General Info,  Katheryn McMahon Newton Album,  Travel

The trimmest little boats to take you over

Katheryn McMahon Newton album, cards 71-75

Today’s cards are a bit of a grab-bag variety. They do continue the water theme from the last post.

First up, a fairly characteristic post from Fred while in Seattle.

Once again he lauded the attractions of the West in general, in this case Seattle, as incentive for Katheryn eventually joining him, gave her an idea of what he does on his weekends, regretted she wasn’t there to enjoy it with him, and reminds her to write to him.

Dearie: This is a beautiful country for scenery. They claim in summer it is a regular Paradise on earth. We are enjoying early easter styles open cars + shirt waists, which conveys and idea of the fine weather on tap here. Went over to an amusement park, called “Luna Park” opposite Seattle across the “Sound” Sunday Afternoon. It is a 12 mile trip + they have the trimest little boats to take you over in. How I wish you had of been with me dearie I thought of you and how you would have enjoyed this ride Am waiting for your reply Bye Bye dear

Fred Newton to Katheryn McMahon, 24 March 1908

Open cars, of course, means no tops up to protect against bad weather. I don’t know enough about the fashions of the times to say whether or not he meant open as an adjective to describe shirt waists as well. If such a fashion did not exist, then I would guess that he didn’t mean it that way. (An open shirt waist would likely equate to an unfastened shirt–a style much more acceptable in the early twenty-first century than the early twentieth.)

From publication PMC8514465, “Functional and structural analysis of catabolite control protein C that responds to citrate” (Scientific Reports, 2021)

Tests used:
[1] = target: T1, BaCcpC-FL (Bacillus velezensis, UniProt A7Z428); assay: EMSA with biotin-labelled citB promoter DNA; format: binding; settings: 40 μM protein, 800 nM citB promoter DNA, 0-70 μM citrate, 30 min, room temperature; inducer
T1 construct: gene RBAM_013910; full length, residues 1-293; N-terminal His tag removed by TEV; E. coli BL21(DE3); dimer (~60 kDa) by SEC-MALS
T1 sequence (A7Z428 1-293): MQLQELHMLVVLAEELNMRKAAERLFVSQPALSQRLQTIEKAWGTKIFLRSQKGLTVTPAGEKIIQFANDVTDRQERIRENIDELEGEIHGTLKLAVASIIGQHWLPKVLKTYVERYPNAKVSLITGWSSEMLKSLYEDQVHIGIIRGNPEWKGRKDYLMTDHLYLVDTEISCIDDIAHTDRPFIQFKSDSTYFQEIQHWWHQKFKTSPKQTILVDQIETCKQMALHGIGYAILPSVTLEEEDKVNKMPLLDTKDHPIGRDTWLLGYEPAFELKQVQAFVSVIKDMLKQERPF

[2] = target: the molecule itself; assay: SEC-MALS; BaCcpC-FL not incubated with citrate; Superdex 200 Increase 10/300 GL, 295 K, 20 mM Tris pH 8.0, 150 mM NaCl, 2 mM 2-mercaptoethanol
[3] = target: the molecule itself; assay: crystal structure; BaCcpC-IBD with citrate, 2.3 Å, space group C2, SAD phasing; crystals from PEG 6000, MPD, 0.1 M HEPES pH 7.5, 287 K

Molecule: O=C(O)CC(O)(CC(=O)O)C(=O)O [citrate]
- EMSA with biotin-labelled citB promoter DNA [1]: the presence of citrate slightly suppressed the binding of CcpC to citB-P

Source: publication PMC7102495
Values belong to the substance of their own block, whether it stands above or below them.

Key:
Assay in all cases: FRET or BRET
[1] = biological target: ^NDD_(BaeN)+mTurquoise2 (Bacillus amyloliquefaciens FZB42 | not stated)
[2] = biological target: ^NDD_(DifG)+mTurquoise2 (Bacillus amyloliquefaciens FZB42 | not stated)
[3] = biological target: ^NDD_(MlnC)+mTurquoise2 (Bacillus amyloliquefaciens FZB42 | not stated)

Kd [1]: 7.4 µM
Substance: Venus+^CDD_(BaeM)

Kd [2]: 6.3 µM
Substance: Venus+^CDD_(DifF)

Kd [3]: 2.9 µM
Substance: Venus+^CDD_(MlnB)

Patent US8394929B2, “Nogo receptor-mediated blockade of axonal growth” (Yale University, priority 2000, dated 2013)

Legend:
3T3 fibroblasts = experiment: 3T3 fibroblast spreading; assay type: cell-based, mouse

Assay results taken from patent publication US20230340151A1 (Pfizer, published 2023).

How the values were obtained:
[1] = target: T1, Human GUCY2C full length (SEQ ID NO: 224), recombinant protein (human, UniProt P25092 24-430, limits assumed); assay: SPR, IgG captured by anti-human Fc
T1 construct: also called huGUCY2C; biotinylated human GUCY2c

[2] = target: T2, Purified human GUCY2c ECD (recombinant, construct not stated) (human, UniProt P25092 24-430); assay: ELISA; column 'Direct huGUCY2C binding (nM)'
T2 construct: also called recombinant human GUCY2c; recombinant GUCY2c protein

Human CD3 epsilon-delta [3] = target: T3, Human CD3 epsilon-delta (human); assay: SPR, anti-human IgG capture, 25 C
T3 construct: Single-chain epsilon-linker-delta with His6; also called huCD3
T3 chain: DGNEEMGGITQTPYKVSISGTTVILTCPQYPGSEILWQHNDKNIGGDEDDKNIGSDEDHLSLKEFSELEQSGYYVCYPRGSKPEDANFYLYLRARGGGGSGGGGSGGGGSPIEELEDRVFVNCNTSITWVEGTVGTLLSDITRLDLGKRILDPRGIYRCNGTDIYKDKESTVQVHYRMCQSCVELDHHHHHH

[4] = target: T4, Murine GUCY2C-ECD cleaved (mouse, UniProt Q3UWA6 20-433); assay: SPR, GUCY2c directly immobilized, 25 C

Based on a quick Google search, Luna Park was a short-lived amusement park near Seattle–named after the park on Coney Island.

The next card is a rare blank. I can’t prove anything, but it’s quite likely this was a gift from Fred to Katheryn regardless. The caption for the image places it at Pueblo, Colorado, which we know Fred visited. The reverse is in the style of early twentieth century cards, particularly before Congress changed the laws to allow messages to be written on the backs. That’s my guess, anyway.

Following, we have an unusually short message from Fred (“Well just because I thought you would think it pretty and well —!”) postmarked and dated 21 February 1908. Not much to say about this at this time–but there may be more particularly at the end when I sort the cards in date order.

The last two images are both without any written messages–the cards themselves are the messages. One is to Anna McMahon. Since it portrays a Niagara Falls-related scene, odds are it came from J.T.R. who sent her other such cards on the same day . . .

The other is of unidentified rapids. Addressed to Kittie McMahon, it lacks a date or postmark, and the handwriting reminds me of the cards (also without messages or with brief ones) from Europe. Its possible there’s some kind of writing in the rapids toward the bottom left–or that might be an optical illusion (or ink marks left when it pressed against a letter or card that hadn’t fully dried . . .)

More mysteries.

“The trimmest little boats to take you over,” copyright 2021, A.R. Henle.

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